- Job complexity – The more corners a house has, or other unique design features, the higher labor costs will be. Siding multi-story homes costs a little more than siding a single-story dwelling.
- Considerations to keep in mind are:
- Budget – Focus on material in your budget, and keep in mind that your costs include more than just the price of siding multiplied by the square feet of wall needing coverage. Additional expenses like house wrap/vapor barrier, installation accessories and fasteners and labor must be included.
- Neighborhood – Choose a material that “fits” neighborhood standards, or your return on investment will suffer if you sell your home.
- Climate – Heavy and consistent rain, freeze/thaw cycles, large hail, fire potential and insects like termites present problems for various siding types. Choose a siding that handles your climate better than others. Your siding contractor should be able to offer guidance about the best siding choices for where you live.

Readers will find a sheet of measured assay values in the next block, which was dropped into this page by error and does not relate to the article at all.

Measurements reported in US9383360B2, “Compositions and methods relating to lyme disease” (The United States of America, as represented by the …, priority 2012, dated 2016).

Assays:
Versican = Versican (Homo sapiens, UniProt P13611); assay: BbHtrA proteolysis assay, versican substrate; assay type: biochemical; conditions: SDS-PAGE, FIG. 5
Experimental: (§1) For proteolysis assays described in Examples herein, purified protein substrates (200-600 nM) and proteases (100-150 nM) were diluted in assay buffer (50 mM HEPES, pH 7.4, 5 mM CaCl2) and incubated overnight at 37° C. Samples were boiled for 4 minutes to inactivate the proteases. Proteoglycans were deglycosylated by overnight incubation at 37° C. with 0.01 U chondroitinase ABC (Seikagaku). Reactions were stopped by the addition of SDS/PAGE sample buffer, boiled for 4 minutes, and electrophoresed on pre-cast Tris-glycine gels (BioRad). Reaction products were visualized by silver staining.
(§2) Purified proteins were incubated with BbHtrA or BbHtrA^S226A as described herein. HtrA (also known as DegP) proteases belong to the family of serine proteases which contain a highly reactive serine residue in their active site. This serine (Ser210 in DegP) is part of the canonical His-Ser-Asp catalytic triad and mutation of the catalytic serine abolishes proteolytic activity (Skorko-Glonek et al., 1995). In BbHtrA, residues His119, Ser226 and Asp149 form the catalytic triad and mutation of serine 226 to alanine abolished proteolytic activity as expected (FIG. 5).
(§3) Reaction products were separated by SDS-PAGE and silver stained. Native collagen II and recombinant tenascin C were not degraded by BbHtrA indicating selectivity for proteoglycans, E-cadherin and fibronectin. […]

Choosing a Siding Contractor
There are a few tips to consider here.
- Get multiple estimates from licensed, insured and experienced contractors.
- Check online reviews for each for information about quality workmanship and superior customer service.
- Choose a contractor with experience installing the siding type, and even the brand if applicable, of siding you’ve chosen.
- Avoid low-cost installers – those with estimates 20% or more below the competition – because they might plan to cut corners or be trying to get work despite a bad reputation.
- High-cost installers might be worth the extra expense if they are in high demand, but check their ratings, reviews and references to determine if their quality justifies the higher rates or if they’re simply trying to work less and make the same income.
- Plan your siding project at least 6 months in advance when possible to explore siding types and brands and get on the schedule of an experienced (and busy) siding contractor.